I am a person that loves miniature things. I also love Christmas. So naturally I'm someone who loves miniature Christmas villages. 🎄 🏡 🌟 ❄️ ☃️
For me, in part, you can trace it back to having a miniature train set when my family lived in Europe some years ago. I still have some of the small scale plastic houses that we built from models that sat beside the tracks to create the towns that the trains went winding through. Perhaps even more significantly though I love to collect unusual little plastic figures and trees and knickknacks from flea markets and antique stores. A great place for doing this is the big market on the northern side of Paris, but any "junk" or antique store is likely to have fun vintage finds. Etsy and eBay are great sources too for funky junky little Made in Hong Kong trinkets, which are one of my main fave things to collect.
One day about a decade ago I realized I had the makings of a Christmas village. I cleared off the back of my upright piano at my apartment in New York City and laid a couple of white cloth dinner napkins down. Voilà: a field of snow! I added a string of LED lights that wound through the array of miniature houses and plastic figures and other doodads and an annual tradition was born. I've added a lot of details and new funky junkies and some terrain ("mountains" and the like, made out of styrofoam) but my "village" is still pretty much what you see is what you get, just the way it began.
Here's a detail of one of the aforementioned "mountains". You can see it's a great opportunity to really fly your crazy collector flag and put your zany collection of found objets on display.
Rule number one for me: Don't worry if the scale of things is out of whack. I have an Our Lady of Lourdes figure from the Paris market that towers like Godzilla over itty bitty plastic red-roofed houses, and a rather strange-looking baby doll that is taller than the roofline of my 1950's Glolite illuminated plastic church. Any and all comers are welcome to join the party!
Rule number two: if you're adding height, or terrain, you can use almost anything to create hills and mountains. I tried chicken wire netting for a year or two before settling on various shapes of styrofoam from Michael's that I cover with a glittery snow blanket batting type material. You can even get snow blankets with LED lights built in, though I haven't tried them because they look too lumpy and bumpy for my smalls to sit properly and flatly on.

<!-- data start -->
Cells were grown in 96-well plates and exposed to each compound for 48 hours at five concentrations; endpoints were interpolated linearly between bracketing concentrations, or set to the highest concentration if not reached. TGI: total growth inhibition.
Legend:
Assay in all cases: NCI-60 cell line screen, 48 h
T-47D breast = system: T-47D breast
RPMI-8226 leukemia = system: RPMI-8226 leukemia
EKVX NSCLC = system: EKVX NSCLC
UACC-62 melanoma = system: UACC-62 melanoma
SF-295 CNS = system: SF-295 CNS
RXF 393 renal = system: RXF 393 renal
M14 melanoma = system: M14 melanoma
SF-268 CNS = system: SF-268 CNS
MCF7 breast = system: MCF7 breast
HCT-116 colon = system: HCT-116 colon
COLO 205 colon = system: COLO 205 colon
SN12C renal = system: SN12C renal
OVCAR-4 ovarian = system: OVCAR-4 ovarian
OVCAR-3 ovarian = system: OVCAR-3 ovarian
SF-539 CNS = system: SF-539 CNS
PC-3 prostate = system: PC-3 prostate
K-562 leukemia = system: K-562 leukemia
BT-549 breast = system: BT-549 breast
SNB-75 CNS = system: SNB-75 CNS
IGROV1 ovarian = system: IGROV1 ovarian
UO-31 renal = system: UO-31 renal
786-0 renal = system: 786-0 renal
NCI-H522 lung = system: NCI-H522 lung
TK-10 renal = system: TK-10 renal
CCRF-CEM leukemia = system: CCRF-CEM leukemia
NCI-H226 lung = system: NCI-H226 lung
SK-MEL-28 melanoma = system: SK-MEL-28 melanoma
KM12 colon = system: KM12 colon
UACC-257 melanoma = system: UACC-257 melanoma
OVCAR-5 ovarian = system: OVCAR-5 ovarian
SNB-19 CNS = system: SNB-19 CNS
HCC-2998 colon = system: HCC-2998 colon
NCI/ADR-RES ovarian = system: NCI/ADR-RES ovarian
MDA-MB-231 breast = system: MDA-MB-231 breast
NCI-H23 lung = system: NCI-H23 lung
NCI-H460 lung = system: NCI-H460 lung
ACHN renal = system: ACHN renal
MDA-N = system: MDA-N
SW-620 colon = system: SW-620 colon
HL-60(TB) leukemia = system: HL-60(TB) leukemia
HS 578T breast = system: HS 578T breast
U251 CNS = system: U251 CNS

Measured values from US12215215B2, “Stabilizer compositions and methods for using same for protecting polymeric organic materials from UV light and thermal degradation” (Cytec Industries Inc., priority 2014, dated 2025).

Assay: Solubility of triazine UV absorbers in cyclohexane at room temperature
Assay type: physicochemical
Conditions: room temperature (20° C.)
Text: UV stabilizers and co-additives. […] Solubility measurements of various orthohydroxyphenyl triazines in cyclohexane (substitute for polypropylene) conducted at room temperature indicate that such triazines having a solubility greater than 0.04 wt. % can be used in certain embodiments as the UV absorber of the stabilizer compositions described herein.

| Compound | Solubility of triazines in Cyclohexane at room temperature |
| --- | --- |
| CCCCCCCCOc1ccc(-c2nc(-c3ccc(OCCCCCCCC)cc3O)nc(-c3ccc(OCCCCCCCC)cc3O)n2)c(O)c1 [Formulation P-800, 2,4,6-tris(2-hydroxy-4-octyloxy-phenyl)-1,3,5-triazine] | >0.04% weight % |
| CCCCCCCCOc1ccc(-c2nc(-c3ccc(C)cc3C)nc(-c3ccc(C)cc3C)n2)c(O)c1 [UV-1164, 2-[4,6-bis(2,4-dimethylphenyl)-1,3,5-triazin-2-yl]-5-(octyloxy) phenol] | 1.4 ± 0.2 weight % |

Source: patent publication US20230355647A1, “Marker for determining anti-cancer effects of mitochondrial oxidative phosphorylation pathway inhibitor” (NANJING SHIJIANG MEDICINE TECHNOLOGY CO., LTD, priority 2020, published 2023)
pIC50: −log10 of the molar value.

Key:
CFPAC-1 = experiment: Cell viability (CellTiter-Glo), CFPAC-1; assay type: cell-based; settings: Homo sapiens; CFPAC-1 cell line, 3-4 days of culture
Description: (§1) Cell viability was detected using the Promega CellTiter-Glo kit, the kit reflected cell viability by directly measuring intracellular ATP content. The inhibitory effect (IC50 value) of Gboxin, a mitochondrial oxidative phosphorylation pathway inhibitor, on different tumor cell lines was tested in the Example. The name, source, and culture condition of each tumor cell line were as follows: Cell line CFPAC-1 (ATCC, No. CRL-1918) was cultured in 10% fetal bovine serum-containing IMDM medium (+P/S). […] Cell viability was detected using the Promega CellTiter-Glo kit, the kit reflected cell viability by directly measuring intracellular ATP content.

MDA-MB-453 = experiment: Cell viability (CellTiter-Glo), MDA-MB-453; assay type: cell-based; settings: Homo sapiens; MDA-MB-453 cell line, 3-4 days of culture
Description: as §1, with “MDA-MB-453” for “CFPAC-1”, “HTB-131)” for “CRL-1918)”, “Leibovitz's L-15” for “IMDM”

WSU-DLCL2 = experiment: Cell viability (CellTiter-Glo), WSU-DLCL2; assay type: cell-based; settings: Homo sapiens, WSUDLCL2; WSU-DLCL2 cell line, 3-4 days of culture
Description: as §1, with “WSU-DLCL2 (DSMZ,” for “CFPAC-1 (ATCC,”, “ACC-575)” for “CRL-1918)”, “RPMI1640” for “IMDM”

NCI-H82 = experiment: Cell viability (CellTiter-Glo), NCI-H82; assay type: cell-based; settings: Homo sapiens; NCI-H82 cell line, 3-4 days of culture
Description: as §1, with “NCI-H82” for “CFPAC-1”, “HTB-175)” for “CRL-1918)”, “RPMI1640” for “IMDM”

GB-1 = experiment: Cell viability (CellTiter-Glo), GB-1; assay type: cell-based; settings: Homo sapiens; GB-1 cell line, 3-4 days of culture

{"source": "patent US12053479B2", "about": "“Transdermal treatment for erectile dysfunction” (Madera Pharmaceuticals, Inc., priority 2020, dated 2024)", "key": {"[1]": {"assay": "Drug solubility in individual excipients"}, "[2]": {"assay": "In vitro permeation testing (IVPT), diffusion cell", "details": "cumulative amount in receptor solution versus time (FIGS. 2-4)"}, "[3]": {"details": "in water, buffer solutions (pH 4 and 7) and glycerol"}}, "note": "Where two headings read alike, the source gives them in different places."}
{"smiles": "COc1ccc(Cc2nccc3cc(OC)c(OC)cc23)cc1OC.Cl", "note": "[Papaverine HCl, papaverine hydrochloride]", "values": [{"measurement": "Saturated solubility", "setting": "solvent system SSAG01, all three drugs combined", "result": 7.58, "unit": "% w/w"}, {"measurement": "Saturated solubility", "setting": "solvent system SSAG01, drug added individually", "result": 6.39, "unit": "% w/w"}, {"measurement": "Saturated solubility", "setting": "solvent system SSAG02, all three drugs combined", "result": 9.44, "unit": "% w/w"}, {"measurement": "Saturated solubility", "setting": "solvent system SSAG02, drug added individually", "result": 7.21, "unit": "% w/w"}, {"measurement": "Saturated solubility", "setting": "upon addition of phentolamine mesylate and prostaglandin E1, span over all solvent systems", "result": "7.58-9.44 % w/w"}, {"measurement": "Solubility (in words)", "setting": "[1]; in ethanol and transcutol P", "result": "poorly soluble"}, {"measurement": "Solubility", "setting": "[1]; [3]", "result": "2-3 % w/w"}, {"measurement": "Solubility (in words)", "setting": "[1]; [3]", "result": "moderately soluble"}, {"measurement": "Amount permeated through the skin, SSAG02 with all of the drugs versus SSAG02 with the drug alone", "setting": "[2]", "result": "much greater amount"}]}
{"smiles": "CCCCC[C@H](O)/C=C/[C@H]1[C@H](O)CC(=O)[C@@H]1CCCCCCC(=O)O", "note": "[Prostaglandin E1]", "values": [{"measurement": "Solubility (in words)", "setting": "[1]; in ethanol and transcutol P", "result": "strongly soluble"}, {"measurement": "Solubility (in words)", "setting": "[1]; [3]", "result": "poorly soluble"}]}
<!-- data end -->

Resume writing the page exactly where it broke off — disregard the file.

I use snowy-looking pearl-headed straight pins to help hold things in place—another reason the styrofoam is a great material for the mountains, the pins stick in and hold perfectly.
I also rig up, with a heavy gauge wire and monofilament illusion cord, a "snowfall" over the village that gives it a festive added dimension. The plastic snowflakes in different sizes come from Michael's and the wire rigging is just something I've taught myself to do through trial and error, hanging off the framed pictures on the wall.
There is no one way make a miniature Christmas village. The beauty of them is they can be whatever you want them to be. I am here more to inspire and encourage rather than provide an exhaustive how-to, but here are some more links to generally recognized sources that might prove useful.
Information on the origins of the Christmas village from Wikipedia here.
If you are interested in entering the big leagues, there's one word for you: Lemax. Here's where you get brand new collectible houses. Also available on Amazon. You may need to mortgage your real house to afford some of these.
Here's one example of a Lemax-palooza type village.
Below is a look and feel you could aspire to if you want to be a bit more consistent in terms of relative size, color, and materials. Search "Putz houses" and trees on Amazon or eBay to get started with this type of charming look.
Get creative with your surfaces. Go all "shelf-y" with something like this.
Below is a close-up of my "northern" mountain! I'm especially proud this year of my 'new' plastic set of tiny People of Many Lands—an astonishing Etsy find. You can see some of them in the first mountain shot at the beginning of this article and also in this shot, both ringing the second tier of the mountain. They date probably from the late 1940's when Thailand briefly went back to being called Siam. The castle at top dates back to the table train set in The Hague I mentioned at the start.
However you do your village, most of all, be creative, and have fun!
For me, it's still all about the back of my trusty upright piano.